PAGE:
MARTINEZ -- The Contra Costa County Superior Court is booting auctions of foreclosed homes from the steps of its Wakefield-Taylor courthouse in downtown Martinez.
Such auctions have been taking place there for decades, but the court says the growing number of participants in the wake of an improving economy is interfering with court business, prompting a judicial order last week to send the auctions elsewhere. Notices are being distributed announcing that any commercial activity outside the court is prohibited starting Feb. 15.
Foreclosed home auctions have been held outside county courthouses in California dating back to the Great Depression and the establishment of foreclosure laws, said Sean O'Toole, founder and CEO of PropertyRadar, a real estate tracking service. As the state limits the amount a lender and trustee can charge to hold an auction, courthouses were adopted as a free and publicly accessible venue.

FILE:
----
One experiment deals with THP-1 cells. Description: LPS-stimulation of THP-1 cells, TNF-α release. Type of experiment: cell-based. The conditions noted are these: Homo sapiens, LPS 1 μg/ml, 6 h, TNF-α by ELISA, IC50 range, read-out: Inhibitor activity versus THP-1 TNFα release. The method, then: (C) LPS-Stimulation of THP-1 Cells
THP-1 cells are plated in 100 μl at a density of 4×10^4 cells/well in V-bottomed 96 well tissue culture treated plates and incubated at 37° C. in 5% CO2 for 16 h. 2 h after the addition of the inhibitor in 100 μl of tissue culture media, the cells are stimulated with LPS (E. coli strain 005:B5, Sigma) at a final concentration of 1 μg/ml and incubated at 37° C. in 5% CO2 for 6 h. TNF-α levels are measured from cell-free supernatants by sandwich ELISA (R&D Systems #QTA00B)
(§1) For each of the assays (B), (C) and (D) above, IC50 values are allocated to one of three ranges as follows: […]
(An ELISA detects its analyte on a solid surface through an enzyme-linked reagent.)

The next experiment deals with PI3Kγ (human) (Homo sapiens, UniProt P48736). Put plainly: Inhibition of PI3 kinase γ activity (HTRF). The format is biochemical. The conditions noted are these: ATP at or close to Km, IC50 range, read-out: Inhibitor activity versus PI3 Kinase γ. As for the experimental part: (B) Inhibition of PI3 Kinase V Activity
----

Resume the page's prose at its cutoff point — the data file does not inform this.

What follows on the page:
Now courts in several counties are kicking the auctions off their property, as there is no legal mandate to have them there. Contra Costa County follows Los Angeles, Sonoma, Nevada and San Bernardino counties.
In Martinez, people attending auctions have inadvertently blocked others from entering the courthouse, and officials are worried about liability issues, said court spokeswoman Mimi Zemmelman.
Moving the auctions away from courthouses causes confusion for trustees and buyers, said O'Toole. Trustee sales can be delayed for as long as a year, so there will be planned sales for the courthouse steps dated beyond the court's three-month grace period.
"If trustees start holding their sales in different locations, that would be a worst-case scenario for buyers," O'Toole said. "You can't be in two places at once."
Ken McCormick, real estate crimes prosecutor at the Contra Costa District Attorney's Office, said holding the auctions at private locations could present opportunities for fraud, particularly bid-rigging.
Contact Malaika Fraley at 925-234-1684. Follow her at Twitter.com/malaikafraley.